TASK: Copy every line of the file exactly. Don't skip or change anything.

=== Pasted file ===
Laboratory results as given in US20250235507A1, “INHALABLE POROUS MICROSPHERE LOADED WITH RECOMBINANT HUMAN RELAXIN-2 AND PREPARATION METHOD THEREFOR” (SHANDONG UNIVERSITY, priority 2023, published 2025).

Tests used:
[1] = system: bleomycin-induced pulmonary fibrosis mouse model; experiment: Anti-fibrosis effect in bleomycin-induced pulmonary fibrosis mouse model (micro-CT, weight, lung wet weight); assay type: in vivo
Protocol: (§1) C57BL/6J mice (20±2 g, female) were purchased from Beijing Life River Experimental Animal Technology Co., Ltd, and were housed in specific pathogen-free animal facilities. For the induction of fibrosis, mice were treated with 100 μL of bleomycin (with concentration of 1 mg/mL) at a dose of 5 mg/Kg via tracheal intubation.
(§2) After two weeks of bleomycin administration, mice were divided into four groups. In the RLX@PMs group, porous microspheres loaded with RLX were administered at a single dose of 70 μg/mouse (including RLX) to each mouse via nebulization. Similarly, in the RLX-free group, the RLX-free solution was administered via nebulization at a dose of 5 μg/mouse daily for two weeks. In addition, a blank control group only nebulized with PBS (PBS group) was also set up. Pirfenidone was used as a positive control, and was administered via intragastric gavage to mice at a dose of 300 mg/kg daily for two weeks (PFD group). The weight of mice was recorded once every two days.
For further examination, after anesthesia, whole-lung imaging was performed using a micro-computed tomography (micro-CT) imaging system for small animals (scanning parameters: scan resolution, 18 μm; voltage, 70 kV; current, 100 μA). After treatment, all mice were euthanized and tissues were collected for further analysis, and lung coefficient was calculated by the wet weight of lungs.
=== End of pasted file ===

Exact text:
Laboratory results as given in US20250235507A1, “INHALABLE POROUS MICROSPHERE LOADED WITH RECOMBINANT HUMAN RELAXIN-2 AND PREPARATION METHOD THEREFOR” (SHANDONG UNIVERSITY, priority 2023, published 2025).

Tests used:
[1] = system: bleomycin-induced pulmonary fibrosis mouse model; experiment: Anti-fibrosis effect in bleomycin-induced pulmonary fibrosis mouse model (micro-CT, weight, lung wet weight); assay type: in vivo
Protocol: (§1) C57BL/6J mice (20±2 g, female) were purchased from Beijing Life River Experimental Animal Technology Co., Ltd, and were housed in specific pathogen-free animal facilities. For the induction of fibrosis, mice were treated with 100 μL of bleomycin (with concentration of 1 mg/mL) at a dose of 5 mg/Kg via tracheal intubation.
(§2) After two weeks of bleomycin administration, mice were divided into four groups. In the RLX@PMs group, porous microspheres loaded with RLX were administered at a single dose of 70 μg/mouse (including RLX) to each mouse via nebulization. Similarly, in the RLX-free group, the RLX-free solution was administered via nebulization at a dose of 5 μg/mouse daily for two weeks. In addition, a blank control group only nebulized with PBS (PBS group) was also set up. Pirfenidone was used as a positive control, and was administered via intragastric gavage to mice at a dose of 300 mg/kg daily for two weeks (PFD group). The weight of mice was recorded once every two days.
For further examination, after anesthesia, whole-lung imaging was performed using a micro-computed tomography (micro-CT) imaging system for small animals (scanning parameters: scan resolution, 18 μm; voltage, 70 kV; current, 100 μA). After treatment, all mice were euthanized and tissues were collected for further analysis, and lung coefficient was calculated by the wet weight of lungs.